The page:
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economics

Five Minutes with Hamid Ekbia and Bonnie Nardi

Five Minutes with Hamid Ekbia and Bonnie Nardi

The computerization of the economy—and everyday life—has transformed the division of labor between humans and machines, shifting many people into work that is hidden, poorly compensated, or accepted as part of being a “user” of digital technology. In Heteromation, And Other Stories Of Computing And Capitalism, Hamid Ekbia and Bonnie Nardi explore this phenomenon and its implications.

Big Data and the Future of Entertainment Part 1

Big Data and the Future of Entertainment Part 1

Shake off some of that Labor Day rust by checking out the first part of a Q & A with Mike Smith and Rahul Telang who are the authors of Streaming, Sharing, Stealing: Big Data and the Future of Entertainment. Their book is about how big data is transforming the creative industries, and how those industries can use lessons from Netflix, Amazon, and Apple to fight back.

Angus Deaton Wins the Nobel Prize in Economics

Angus Deaton Wins the Nobel Prize in Economics

This week the Royal Swedish Academy of Sciences awarded the Nobel Memorial Prize in Economic Sciences to Angus Deaton "for his analysis of consumption, poverty, and welfare." Last year Professor Deaton and nine other distinguished economists offered their visions of the future in In 100 Years. In the following excerpt from the book, Deaton predicts the future of health. 

Big Data and the Future of Entertainment Part 2

Big Data and the Future of Entertainment Part 2

Last week we posted the first part of a Q & A with Mike Smith and Rahul Teland, coauthors of Streaming, Sharing, Stealing:Big Data and the Future of Entertainment. Here's part 2:

Why has Big Data disrupted the entertainment industry more rapidly and with greater consequence than most other industries?

The two main reasons are access to data and culture. Think about the story Michael Lewis tells in Moneyball. Billy Beane’s decision to replace gut feel decision-making with data-driven decision-making required huge changes in the Oakland A’s organizational culture, and huge innovations in analytics. His leadership changed the game, but it only gave Oakland a year or two of competitive advantage. Everyone else in the league soon caught up.

The Invisible Heart

The Invisible Heart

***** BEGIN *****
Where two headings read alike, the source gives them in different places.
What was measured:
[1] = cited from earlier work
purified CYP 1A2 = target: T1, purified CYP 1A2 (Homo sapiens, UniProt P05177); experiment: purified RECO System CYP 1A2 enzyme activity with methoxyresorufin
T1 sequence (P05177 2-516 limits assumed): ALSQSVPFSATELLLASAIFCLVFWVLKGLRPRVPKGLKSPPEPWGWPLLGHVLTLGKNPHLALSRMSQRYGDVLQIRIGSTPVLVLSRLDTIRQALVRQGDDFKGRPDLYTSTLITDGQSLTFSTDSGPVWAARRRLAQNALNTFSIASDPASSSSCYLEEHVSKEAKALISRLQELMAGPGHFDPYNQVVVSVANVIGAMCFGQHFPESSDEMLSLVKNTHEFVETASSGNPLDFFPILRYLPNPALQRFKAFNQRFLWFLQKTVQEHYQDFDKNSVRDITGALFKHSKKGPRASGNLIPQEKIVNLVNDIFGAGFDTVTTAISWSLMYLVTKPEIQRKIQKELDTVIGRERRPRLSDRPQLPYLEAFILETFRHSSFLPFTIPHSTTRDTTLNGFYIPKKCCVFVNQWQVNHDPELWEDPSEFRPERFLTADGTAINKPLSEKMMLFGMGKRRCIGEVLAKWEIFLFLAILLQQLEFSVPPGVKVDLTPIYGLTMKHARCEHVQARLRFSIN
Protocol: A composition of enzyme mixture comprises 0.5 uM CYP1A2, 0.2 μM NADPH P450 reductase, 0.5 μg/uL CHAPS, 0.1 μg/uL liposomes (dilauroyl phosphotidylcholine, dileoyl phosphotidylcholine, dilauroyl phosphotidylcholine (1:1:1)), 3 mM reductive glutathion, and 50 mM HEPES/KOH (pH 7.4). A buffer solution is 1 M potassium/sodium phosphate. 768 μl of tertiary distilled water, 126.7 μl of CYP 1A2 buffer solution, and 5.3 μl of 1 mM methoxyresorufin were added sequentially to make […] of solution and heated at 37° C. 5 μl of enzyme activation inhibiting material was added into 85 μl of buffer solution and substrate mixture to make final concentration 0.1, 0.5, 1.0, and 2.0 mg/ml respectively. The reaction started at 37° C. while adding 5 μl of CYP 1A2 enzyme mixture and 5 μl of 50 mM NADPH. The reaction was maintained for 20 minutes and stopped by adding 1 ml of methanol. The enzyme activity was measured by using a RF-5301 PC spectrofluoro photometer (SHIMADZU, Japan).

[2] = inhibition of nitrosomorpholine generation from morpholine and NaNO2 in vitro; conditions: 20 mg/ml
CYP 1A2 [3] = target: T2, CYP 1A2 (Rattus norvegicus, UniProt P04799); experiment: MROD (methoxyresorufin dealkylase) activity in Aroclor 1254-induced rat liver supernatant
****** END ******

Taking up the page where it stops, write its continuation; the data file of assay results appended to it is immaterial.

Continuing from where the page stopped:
Happy Valentine's Day! To celebrate, enjoy the following excerpt from Russell Roberts's The Invisible Heart: An Economic Romance.

George Sutherland rubs his eyes and goes over to the rusty basin in the corner of his motel room in hopes of finding a little bit of hot water this morning. He is sick of Mexico. Sick of the dirt, sick of his job, and sick with longing for his wife and children back in Ohio. He has been in Mexico for almost four months, two months overseeing the construction of the HealthNet factory that has taken the place of the one in Matalon and two months making sure everything is running smoothly. In a week he will turn the plant over to the new permanent manager.

Bengt Holmström and Oliver Hart win the Nobel Prize in Economic Sciences

Bengt Holmström and Oliver Hart win the Nobel Prize in Economic Sciences

This month MIT Press authors Bengt Holmström and Oliver Hart were award the Nobel Prize for their research in contract theory. In this post, economics acquisitions editor Emily Taber reflects on how their published works help make sense of our modern world.

On October 10, 2016, Bengt Holmström was awarded the Sveriges Riksbank Prize in Economic Sciences in Memory of Alfred Nobel. He became the fifth member of the MIT economics department and the latest in a long line of MIT Press authors to earn the prize.

Holmström was awarded jointly with Oliver Hart at Harvard for their work in contract theory. While they were not frequent collaborators, their individual research in this area beginning in the 1970s and 1980s set the stage for contract theory to become a significant field of study.

The Townsend Thai Project

The Townsend Thai Project

Running since 1997 and continuing today, the Townsend Thai Project has tracked millions of observations about the economic activities of households and institutions in rural and urban Thailand. The project represents one of the most extensive datasets in the developing world. Chronicles from the Field by Robert M. Townsend, Sombat Sakunthasathien, and Rob Jordan offers an account of the design and implementation of this unique panel data survey.